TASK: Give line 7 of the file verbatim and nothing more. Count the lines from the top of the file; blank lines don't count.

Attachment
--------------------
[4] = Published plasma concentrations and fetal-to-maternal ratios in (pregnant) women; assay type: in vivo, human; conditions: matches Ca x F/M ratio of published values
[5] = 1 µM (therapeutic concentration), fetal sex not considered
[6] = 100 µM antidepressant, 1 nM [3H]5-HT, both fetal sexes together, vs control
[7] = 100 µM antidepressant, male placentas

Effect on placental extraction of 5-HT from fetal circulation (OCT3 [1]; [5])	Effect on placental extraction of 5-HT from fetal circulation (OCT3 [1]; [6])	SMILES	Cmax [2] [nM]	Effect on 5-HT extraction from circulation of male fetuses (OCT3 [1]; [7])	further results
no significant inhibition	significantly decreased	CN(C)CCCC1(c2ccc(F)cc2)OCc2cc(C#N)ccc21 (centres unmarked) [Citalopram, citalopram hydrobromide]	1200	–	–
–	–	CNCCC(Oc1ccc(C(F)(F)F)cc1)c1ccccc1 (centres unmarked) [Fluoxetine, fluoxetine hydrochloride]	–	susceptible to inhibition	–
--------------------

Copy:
–	–	CNCCC(Oc1ccc(C(F)(F)F)cc1)c1ccccc1 (centres unmarked) [Fluoxetine, fluoxetine hydrochloride]	–	susceptible to inhibition	–